christmas

“What do you want for Christmas?”

Anonymous said to realsocialskills:
What with Christmas coming and being autistic, I’ve been specifically asked what I want for Christmas by a relative and I’ve no idea how to say ‘I would like X please’ without sounding rude or demanding!

realsocialskills said:

One option might be to create an Amazon wishlist. (Or a wishlist on some other platform). Then you can say “I actually have a wishlist, would you like the link?” or just email them the link if the initial ask was in an email.

That way it doesn’t seem like you’re demanding a particular thing:

  • It’s important to some people to pick the gift themselves.
  • Some people like to buy some kinds of things but not other kinds of things. 
  • (eg: Some people might not want to buy political books they disagree with, or might have an aversion to pink things, or whatever).
  • Or might have ideas about what Good Gifts are.
  • (Eg: Some people might think that stuff you need and would buy anyway isn’t a good gift.). 
  • A wish list lets them decide which kind of thing they want to buy.
  • It also gives them information about your tastes and what kinds of things you like…
  • …which lets them pick a thing that’s not on your list, based on what they think you’d like.
  • (For whatever reason, some people are more comfortable giving gifts that are their own idea).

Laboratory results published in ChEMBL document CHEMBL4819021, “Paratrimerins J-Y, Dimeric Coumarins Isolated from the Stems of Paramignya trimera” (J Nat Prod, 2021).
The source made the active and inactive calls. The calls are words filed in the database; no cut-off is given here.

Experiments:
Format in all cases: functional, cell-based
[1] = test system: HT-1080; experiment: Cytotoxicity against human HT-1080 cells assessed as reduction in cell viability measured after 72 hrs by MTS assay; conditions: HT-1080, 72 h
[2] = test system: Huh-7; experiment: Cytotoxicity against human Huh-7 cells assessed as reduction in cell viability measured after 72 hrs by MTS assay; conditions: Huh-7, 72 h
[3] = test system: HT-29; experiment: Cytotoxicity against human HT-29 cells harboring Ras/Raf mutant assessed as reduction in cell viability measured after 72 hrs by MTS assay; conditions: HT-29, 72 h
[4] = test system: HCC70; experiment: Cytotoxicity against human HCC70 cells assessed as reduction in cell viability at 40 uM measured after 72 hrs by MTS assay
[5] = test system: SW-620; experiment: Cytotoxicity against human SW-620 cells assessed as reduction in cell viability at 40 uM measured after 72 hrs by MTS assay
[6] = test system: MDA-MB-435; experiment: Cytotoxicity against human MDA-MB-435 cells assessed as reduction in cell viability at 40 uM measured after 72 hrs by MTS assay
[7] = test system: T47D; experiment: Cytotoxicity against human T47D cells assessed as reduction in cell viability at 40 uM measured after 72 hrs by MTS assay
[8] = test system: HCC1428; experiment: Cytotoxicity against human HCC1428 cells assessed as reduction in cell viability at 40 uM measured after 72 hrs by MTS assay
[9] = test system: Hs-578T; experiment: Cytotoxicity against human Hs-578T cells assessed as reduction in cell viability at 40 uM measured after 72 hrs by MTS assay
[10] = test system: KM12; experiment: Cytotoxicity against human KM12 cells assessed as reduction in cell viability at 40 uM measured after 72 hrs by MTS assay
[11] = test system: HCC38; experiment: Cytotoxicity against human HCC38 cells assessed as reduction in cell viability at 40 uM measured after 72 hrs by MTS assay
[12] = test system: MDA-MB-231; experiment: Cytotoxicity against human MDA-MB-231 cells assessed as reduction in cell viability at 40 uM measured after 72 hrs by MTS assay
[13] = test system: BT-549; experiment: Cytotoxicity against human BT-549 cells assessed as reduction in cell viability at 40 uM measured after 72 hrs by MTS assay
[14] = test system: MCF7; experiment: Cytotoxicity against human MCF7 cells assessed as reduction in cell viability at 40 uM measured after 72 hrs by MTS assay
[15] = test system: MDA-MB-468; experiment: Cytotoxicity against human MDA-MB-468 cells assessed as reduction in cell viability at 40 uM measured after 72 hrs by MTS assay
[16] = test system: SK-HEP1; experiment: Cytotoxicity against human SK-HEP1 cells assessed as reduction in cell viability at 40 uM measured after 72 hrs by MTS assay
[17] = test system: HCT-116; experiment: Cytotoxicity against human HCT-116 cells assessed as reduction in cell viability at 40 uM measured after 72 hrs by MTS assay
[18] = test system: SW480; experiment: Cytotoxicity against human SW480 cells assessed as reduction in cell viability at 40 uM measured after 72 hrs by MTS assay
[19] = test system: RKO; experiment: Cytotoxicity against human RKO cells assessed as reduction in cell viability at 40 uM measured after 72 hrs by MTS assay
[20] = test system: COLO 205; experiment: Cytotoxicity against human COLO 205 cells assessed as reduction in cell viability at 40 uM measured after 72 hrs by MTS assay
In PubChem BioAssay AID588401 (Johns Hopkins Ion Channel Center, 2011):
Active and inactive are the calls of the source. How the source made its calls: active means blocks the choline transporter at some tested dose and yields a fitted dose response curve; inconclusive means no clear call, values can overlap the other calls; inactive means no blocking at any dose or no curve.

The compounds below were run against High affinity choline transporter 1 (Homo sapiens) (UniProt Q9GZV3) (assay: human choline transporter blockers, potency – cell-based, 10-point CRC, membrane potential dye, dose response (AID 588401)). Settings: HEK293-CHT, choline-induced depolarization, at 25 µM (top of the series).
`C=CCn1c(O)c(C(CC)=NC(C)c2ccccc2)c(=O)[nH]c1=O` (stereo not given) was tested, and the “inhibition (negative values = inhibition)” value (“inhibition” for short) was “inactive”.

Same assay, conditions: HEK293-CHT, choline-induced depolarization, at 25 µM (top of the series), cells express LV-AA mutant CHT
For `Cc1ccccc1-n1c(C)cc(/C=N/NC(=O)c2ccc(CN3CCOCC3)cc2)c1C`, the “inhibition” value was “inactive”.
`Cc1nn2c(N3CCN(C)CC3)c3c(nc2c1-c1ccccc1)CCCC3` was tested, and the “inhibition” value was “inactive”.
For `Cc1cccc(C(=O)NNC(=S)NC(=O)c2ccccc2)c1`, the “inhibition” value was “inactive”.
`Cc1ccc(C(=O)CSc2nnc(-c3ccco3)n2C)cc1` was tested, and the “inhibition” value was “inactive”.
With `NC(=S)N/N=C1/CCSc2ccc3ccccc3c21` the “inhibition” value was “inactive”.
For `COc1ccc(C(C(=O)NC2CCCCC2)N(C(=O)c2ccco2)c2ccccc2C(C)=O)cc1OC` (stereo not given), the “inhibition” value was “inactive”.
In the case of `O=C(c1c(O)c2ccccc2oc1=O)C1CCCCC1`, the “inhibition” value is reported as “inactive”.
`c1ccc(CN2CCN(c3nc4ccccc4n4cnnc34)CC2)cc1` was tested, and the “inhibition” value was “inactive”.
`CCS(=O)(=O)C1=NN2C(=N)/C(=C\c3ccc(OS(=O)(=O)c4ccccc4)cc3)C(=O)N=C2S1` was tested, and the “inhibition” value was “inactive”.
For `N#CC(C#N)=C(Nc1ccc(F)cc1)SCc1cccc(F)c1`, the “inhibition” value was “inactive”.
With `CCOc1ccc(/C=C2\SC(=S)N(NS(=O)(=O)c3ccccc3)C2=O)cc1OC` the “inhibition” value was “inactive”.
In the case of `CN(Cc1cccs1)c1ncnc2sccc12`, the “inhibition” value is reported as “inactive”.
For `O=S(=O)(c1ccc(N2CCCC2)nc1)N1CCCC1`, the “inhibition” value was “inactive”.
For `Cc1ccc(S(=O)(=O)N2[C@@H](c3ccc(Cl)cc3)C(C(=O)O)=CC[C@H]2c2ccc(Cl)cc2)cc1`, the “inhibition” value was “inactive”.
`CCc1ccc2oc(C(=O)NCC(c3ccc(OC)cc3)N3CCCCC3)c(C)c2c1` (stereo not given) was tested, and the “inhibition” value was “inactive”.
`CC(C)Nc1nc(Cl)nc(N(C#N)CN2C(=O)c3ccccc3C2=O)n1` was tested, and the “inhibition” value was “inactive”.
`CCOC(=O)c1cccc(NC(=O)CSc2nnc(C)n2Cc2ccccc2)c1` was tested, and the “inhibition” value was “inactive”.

• Giving people options makes it more likely that one will be comfortable for them.

It also would be good to put things on the list that cost different amounts of money because:

  • People usually have an amount in mind that they want to spend.
  • But for whatever reason, it’s considered rude to talk about how much gifts cost.
  • So, unfortunately, “How much were you thinking of spending?” is a rude question.
  • But if you put things on your list that cost different amounts of money, then you don’t have to talk about that.
  • They can just look at the list and spend the amount of money they want to spend.

tl;dr Sometimes people ask what kind of present you want, and it can be awkward to answer directly. Wish lists can help, especially if you put things on the list that cost different amounts of money. Amazon wish lists work pretty well for this.

A Christmas message

realsocialskills:

In December, every aspect of mainstream culture says that Christmas is important and that it makes people happy and that it is a wonderful, wonderful thing.

And for some people, that’s true.

But this can be a really hard time of year for a lot of people.

For people who are alone, it can be horrible to get messages that this is the time of year you should be with family.

For people who have family they can’t safely be with, this can be especially difficult.

And some people have family they can’t safely be with, and have to spend time with them anyway this time of year. That’s especially hard. Especially when the whole culture sends the message that all good people are close to their families this time of year.

Christmas isn’t magic. It doesn’t make any of that go away. The family you have at Christmastime is the same family you have the rest of the year. Christmas doesn’t solve that, and it’s ok to be aware that the problems are still there.